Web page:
Charles Cotes (1862—1944)
Born in the Rectory of Newington, Wallingford (Berkshire) late in 1862, his father was the Reverend Septimus Cotes, who was Rector of Newington for 47 years, until his death in January, 1893. His mother, Ellen, had been born in Athlone, Ireland. There was a very considerable age difference between his parents, his father having been born in about 1810, his mother in 1833 or so. They married in 1858. Everard was the first-born of two sons. They also had four daughters. He attended Clifton College and matriculated at Oxford University in June 1881 without belonging to a college. He gained honours in mathematical Mods in 1883. There is no indication that he ever went on to take an Oxford degree and his books do not attribute any degree to him on their title pages.
He then went to India and in April 1884 began working in the Natural History section at the Indian Museum, Calcutta, with the position of First Assistant to the Superintendent. In December 1891 another person took his position while he served temporarily as Deputy Superintendent. He returned to his former rank in March 1892 but in May the same year he was appointed Deputy Superintendent and retained that position until he resigned in April 1895. During these years he published a considerable number of books on Indian entymology,a subject which had presumably interested prior to his departure from England.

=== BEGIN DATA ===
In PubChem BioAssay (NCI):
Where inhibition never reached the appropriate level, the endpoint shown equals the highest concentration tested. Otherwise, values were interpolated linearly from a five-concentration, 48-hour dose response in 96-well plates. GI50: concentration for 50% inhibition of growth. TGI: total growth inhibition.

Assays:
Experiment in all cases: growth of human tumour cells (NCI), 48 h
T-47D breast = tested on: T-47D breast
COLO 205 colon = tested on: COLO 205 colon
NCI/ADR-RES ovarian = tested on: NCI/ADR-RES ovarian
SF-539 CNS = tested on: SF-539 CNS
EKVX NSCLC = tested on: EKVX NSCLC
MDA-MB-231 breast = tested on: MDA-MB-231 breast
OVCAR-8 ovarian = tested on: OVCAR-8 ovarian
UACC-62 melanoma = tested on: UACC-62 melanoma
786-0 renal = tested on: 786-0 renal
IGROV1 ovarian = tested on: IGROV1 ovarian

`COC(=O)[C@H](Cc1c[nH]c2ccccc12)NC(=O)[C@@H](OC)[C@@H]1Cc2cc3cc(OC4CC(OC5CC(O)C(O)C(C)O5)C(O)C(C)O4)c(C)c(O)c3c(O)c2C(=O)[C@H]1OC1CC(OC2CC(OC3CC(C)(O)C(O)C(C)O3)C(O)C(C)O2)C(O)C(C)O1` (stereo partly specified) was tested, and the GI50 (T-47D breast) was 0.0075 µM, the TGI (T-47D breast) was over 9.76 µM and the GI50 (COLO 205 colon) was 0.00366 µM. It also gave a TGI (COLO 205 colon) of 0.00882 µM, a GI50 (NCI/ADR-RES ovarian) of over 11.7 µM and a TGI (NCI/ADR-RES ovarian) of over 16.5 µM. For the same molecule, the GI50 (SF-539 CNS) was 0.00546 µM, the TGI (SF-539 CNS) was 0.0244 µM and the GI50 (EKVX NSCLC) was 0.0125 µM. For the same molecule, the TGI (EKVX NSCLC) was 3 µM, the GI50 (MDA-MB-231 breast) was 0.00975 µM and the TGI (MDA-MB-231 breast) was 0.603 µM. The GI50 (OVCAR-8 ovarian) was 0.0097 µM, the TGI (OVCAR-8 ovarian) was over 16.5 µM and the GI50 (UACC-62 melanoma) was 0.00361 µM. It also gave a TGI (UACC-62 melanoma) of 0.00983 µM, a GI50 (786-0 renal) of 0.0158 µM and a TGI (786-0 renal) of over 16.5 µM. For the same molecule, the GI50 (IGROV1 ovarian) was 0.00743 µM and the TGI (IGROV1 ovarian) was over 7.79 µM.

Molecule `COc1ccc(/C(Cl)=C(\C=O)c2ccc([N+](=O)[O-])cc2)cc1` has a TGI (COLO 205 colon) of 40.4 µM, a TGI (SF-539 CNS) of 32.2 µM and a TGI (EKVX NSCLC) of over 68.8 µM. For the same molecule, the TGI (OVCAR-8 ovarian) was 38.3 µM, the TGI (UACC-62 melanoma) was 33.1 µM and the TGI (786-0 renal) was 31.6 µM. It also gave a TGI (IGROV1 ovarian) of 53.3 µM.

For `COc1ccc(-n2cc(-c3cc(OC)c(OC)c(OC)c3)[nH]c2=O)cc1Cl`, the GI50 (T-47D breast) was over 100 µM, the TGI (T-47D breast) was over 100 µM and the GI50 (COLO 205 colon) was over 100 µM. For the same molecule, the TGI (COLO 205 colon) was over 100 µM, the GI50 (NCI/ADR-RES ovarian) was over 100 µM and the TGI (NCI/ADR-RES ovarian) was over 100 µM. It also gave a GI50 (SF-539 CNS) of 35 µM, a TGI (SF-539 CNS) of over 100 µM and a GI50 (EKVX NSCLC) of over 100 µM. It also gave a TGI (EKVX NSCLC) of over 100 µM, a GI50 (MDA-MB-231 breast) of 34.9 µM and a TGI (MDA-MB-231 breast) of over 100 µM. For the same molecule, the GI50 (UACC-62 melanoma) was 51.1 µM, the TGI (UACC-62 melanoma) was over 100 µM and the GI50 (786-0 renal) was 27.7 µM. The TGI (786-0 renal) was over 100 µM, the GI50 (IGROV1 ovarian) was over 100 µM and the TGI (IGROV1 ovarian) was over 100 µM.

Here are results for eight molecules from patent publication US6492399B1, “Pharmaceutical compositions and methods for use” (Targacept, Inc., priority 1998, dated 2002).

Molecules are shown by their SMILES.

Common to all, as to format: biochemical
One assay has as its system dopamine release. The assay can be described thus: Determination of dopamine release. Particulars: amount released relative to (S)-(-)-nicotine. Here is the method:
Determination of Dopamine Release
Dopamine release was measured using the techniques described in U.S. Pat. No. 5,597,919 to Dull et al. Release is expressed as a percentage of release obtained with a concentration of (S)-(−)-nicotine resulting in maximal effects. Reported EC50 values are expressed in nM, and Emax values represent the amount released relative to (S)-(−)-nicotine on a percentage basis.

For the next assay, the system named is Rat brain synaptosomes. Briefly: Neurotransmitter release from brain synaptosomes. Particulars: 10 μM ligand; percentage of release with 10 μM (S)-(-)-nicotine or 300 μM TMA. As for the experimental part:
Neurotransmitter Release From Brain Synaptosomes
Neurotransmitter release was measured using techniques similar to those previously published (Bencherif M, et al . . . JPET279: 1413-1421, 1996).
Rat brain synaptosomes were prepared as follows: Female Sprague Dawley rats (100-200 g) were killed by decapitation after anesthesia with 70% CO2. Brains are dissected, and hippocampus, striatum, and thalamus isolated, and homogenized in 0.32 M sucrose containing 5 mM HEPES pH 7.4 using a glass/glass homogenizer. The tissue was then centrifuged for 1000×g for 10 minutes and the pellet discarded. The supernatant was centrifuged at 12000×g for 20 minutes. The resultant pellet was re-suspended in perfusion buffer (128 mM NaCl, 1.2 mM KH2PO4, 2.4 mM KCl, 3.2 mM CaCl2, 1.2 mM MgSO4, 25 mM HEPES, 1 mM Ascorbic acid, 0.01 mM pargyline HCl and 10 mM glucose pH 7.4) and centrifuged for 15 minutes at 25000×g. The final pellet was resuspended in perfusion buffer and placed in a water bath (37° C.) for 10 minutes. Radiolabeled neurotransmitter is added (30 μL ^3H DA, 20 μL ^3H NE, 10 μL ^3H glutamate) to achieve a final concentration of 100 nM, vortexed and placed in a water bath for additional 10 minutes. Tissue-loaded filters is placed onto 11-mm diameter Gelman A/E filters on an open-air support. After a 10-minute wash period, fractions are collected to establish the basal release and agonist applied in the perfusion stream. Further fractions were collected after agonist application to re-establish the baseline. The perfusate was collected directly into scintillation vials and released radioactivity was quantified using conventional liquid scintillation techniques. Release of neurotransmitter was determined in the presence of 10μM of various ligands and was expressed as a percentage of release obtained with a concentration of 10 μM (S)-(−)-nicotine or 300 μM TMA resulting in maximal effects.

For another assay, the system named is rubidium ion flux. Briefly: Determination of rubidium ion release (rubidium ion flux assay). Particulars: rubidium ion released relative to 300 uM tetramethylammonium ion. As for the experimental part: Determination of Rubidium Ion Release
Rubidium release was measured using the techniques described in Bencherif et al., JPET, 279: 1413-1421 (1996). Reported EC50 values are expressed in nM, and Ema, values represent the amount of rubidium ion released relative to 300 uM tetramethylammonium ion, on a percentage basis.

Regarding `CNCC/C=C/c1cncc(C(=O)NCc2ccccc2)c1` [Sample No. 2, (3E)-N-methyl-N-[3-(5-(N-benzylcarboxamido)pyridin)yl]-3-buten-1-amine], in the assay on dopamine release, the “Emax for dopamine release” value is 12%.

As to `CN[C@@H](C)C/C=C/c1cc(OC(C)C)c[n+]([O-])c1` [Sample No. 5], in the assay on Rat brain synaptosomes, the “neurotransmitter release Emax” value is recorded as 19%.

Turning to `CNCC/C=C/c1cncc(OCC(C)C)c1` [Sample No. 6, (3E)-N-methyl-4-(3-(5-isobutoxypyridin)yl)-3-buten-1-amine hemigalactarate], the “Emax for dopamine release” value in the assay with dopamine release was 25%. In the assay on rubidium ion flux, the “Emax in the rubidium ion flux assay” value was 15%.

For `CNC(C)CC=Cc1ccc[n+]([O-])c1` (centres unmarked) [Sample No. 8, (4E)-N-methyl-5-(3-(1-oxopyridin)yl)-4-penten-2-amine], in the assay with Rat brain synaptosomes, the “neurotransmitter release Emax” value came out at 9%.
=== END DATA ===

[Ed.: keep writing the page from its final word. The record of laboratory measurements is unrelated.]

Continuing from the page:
The dynamic, modern Canadian woman who was to become his wife, Sara Jeannette Duncan, was born in Ontario in 1861. In 1885 she began to write book reviews for the ''Washington Post', then returned to Canada, writing for ''The Globe'' and the ''Montreal Star.'' Late in 1888, she and a friend, Lily Lewis, began a journey round the world, which gave her the inspiration for her first book, published in 1890, ''A Social Departure '', a fictionalized account of their experiences. In India she met Everard Cotes on February 28, 1889, at a reception at the Calcutta mansion of the Viceroy, Lord Lansdowne, whom she had previously met in Canada.(”Sara Jeannette Duncan: A Brief Chronology,” in Duncan’s ''Set in Authority'', edited by Germaine Warkentin. Broadview Press. 1996. p.336.). A few weeks later, in March, she accepted his proposal of marriage, made during a visit to the Taj Mahal, then continued with her journey until May 1889, when she arrived in England. They were married on December 6, 1890, in St. Thomas’ Church, Calcutta.